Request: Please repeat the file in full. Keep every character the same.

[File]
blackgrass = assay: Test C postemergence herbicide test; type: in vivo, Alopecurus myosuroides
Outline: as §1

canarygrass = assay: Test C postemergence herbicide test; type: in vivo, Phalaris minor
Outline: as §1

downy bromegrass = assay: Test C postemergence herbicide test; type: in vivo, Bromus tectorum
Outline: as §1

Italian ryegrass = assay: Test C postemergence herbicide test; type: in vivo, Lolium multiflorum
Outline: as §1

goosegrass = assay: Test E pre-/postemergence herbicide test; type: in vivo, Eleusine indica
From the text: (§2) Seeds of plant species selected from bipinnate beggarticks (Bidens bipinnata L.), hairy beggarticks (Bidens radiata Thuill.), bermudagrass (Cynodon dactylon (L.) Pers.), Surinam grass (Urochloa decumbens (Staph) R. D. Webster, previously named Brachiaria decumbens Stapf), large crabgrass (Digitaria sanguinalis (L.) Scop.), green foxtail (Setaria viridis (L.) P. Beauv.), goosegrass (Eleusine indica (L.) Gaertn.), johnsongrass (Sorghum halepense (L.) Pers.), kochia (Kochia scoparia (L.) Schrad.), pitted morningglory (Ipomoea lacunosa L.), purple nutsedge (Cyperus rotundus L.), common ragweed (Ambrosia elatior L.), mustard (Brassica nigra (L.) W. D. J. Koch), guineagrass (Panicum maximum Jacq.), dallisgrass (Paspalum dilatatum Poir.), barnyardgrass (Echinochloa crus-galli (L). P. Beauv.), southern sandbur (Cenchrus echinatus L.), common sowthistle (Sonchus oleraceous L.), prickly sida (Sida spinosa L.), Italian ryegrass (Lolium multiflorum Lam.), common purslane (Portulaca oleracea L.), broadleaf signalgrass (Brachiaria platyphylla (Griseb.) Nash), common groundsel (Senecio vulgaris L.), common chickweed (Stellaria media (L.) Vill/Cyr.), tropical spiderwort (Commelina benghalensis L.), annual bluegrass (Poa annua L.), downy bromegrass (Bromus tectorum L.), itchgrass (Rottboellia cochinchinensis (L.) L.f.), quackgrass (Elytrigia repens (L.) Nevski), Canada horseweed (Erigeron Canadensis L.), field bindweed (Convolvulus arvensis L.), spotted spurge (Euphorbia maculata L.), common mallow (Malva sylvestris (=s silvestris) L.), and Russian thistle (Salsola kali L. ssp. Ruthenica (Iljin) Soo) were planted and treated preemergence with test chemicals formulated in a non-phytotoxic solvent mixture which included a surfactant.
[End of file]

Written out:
blackgrass = assay: Test C postemergence herbicide test; type: in vivo, Alopecurus myosuroides
Outline: as §1

canarygrass = assay: Test C postemergence herbicide test; type: in vivo, Phalaris minor
Outline: as §1

downy bromegrass = assay: Test C postemergence herbicide test; type: in vivo, Bromus tectorum
Outline: as §1

Italian ryegrass = assay: Test C postemergence herbicide test; type: in vivo, Lolium multiflorum
Outline: as §1

goosegrass = assay: Test E pre-/postemergence herbicide test; type: in vivo, Eleusine indica
From the text: (§2) Seeds of plant species selected from bipinnate beggarticks (Bidens bipinnata L.), hairy beggarticks (Bidens radiata Thuill.), bermudagrass (Cynodon dactylon (L.) Pers.), Surinam grass (Urochloa decumbens (Staph) R. D. Webster, previously named Brachiaria decumbens Stapf), large crabgrass (Digitaria sanguinalis (L.) Scop.), green foxtail (Setaria viridis (L.) P. Beauv.), goosegrass (Eleusine indica (L.) Gaertn.), johnsongrass (Sorghum halepense (L.) Pers.), kochia (Kochia scoparia (L.) Schrad.), pitted morningglory (Ipomoea lacunosa L.), purple nutsedge (Cyperus rotundus L.), common ragweed (Ambrosia elatior L.), mustard (Brassica nigra (L.) W. D. J. Koch), guineagrass (Panicum maximum Jacq.), dallisgrass (Paspalum dilatatum Poir.), barnyardgrass (Echinochloa crus-galli (L). P. Beauv.), southern sandbur (Cenchrus echinatus L.), common sowthistle (Sonchus oleraceous L.), prickly sida (Sida spinosa L.), Italian ryegrass (Lolium multiflorum Lam.), common purslane (Portulaca oleracea L.), broadleaf signalgrass (Brachiaria platyphylla (Griseb.) Nash), common groundsel (Senecio vulgaris L.), common chickweed (Stellaria media (L.) Vill/Cyr.), tropical spiderwort (Commelina benghalensis L.), annual bluegrass (Poa annua L.), downy bromegrass (Bromus tectorum L.), itchgrass (Rottboellia cochinchinensis (L.) L.f.), quackgrass (Elytrigia repens (L.) Nevski), Canada horseweed (Erigeron Canadensis L.), field bindweed (Convolvulus arvensis L.), spotted spurge (Euphorbia maculata L.), common mallow (Malva sylvestris (=s silvestris) L.), and Russian thistle (Salsola kali L. ssp. Ruthenica (Iljin) Soo) were planted and treated preemergence with test chemicals formulated in a non-phytotoxic solvent mixture which included a surfactant.